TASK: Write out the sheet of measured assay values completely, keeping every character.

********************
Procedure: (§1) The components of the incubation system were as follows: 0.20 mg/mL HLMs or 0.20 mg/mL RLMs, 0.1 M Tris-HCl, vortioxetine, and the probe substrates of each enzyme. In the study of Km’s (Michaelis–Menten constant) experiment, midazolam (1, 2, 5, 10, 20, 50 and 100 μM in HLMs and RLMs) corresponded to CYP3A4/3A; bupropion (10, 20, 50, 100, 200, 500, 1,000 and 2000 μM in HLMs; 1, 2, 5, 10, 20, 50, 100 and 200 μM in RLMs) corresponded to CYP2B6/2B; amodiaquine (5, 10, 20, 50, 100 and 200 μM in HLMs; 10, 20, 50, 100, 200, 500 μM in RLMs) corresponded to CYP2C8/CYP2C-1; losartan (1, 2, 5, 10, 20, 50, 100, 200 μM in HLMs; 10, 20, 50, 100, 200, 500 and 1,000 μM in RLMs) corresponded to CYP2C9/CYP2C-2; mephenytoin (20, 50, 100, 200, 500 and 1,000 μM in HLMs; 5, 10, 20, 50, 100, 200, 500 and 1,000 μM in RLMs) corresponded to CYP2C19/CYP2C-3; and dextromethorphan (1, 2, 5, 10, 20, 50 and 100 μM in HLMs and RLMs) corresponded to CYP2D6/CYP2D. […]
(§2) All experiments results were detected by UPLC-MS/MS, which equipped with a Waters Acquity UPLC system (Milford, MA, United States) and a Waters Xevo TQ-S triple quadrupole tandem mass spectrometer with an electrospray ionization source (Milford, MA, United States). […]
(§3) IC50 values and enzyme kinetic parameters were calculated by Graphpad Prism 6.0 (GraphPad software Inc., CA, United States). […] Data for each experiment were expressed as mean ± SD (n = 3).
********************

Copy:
Procedure: (§1) The components of the incubation system were as follows: 0.20 mg/mL HLMs or 0.20 mg/mL RLMs, 0.1 M Tris-HCl, vortioxetine, and the probe substrates of each enzyme. In the study of Km’s (Michaelis–Menten constant) experiment, midazolam (1, 2, 5, 10, 20, 50 and 100 μM in HLMs and RLMs) corresponded to CYP3A4/3A; bupropion (10, 20, 50, 100, 200, 500, 1,000 and 2000 μM in HLMs; 1, 2, 5, 10, 20, 50, 100 and 200 μM in RLMs) corresponded to CYP2B6/2B; amodiaquine (5, 10, 20, 50, 100 and 200 μM in HLMs; 10, 20, 50, 100, 200, 500 μM in RLMs) corresponded to CYP2C8/CYP2C-1; losartan (1, 2, 5, 10, 20, 50, 100, 200 μM in HLMs; 10, 20, 50, 100, 200, 500 and 1,000 μM in RLMs) corresponded to CYP2C9/CYP2C-2; mephenytoin (20, 50, 100, 200, 500 and 1,000 μM in HLMs; 5, 10, 20, 50, 100, 200, 500 and 1,000 μM in RLMs) corresponded to CYP2C19/CYP2C-3; and dextromethorphan (1, 2, 5, 10, 20, 50 and 100 μM in HLMs and RLMs) corresponded to CYP2D6/CYP2D. […]
(§2) All experiments results were detected by UPLC-MS/MS, which equipped with a Waters Acquity UPLC system (Milford, MA, United States) and a Waters Xevo TQ-S triple quadrupole tandem mass spectrometer with an electrospray ionization source (Milford, MA, United States). […]
(§3) IC50 values and enzyme kinetic parameters were calculated by Graphpad Prism 6.0 (GraphPad software Inc., CA, United States). […] Data for each experiment were expressed as mean ± SD (n = 3).